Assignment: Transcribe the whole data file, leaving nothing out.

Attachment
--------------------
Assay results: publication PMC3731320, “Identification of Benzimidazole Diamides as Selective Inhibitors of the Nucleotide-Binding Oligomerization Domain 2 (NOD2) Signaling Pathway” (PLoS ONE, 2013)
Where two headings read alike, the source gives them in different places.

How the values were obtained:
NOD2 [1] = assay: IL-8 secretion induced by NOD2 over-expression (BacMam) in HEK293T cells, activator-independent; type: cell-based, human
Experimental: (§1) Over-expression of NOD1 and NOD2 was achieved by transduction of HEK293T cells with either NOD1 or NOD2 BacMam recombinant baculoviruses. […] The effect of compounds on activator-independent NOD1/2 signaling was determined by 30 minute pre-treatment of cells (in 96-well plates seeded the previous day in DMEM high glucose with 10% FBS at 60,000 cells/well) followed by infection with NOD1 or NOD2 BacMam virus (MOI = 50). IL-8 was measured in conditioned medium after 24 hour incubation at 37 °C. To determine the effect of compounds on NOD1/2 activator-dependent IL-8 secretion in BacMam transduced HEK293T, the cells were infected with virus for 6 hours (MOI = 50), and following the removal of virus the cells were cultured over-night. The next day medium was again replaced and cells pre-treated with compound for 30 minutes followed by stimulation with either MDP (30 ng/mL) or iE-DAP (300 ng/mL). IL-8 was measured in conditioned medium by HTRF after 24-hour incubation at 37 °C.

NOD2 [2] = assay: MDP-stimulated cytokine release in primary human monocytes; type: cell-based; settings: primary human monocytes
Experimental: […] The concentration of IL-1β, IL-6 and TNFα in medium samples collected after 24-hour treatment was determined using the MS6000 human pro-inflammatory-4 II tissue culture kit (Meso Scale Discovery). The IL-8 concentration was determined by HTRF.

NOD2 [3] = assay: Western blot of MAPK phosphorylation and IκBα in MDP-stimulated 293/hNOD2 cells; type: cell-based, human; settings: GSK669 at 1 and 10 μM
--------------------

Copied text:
Assay results: publication PMC3731320, “Identification of Benzimidazole Diamides as Selective Inhibitors of the Nucleotide-Binding Oligomerization Domain 2 (NOD2) Signaling Pathway” (PLoS ONE, 2013)
Where two headings read alike, the source gives them in different places.

How the values were obtained:
NOD2 [1] = assay: IL-8 secretion induced by NOD2 over-expression (BacMam) in HEK293T cells, activator-independent; type: cell-based, human
Experimental: (§1) Over-expression of NOD1 and NOD2 was achieved by transduction of HEK293T cells with either NOD1 or NOD2 BacMam recombinant baculoviruses. […] The effect of compounds on activator-independent NOD1/2 signaling was determined by 30 minute pre-treatment of cells (in 96-well plates seeded the previous day in DMEM high glucose with 10% FBS at 60,000 cells/well) followed by infection with NOD1 or NOD2 BacMam virus (MOI = 50). IL-8 was measured in conditioned medium after 24 hour incubation at 37 °C. To determine the effect of compounds on NOD1/2 activator-dependent IL-8 secretion in BacMam transduced HEK293T, the cells were infected with virus for 6 hours (MOI = 50), and following the removal of virus the cells were cultured over-night. The next day medium was again replaced and cells pre-treated with compound for 30 minutes followed by stimulation with either MDP (30 ng/mL) or iE-DAP (300 ng/mL). IL-8 was measured in conditioned medium by HTRF after 24-hour incubation at 37 °C.

NOD2 [2] = assay: MDP-stimulated cytokine release in primary human monocytes; type: cell-based; settings: primary human monocytes
Experimental: […] The concentration of IL-1β, IL-6 and TNFα in medium samples collected after 24-hour treatment was determined using the MS6000 human pro-inflammatory-4 II tissue culture kit (Meso Scale Discovery). The IL-8 concentration was determined by HTRF.

NOD2 [3] = assay: Western blot of MAPK phosphorylation and IκBα in MDP-stimulated 293/hNOD2 cells; type: cell-based, human; settings: GSK669 at 1 and 10 μM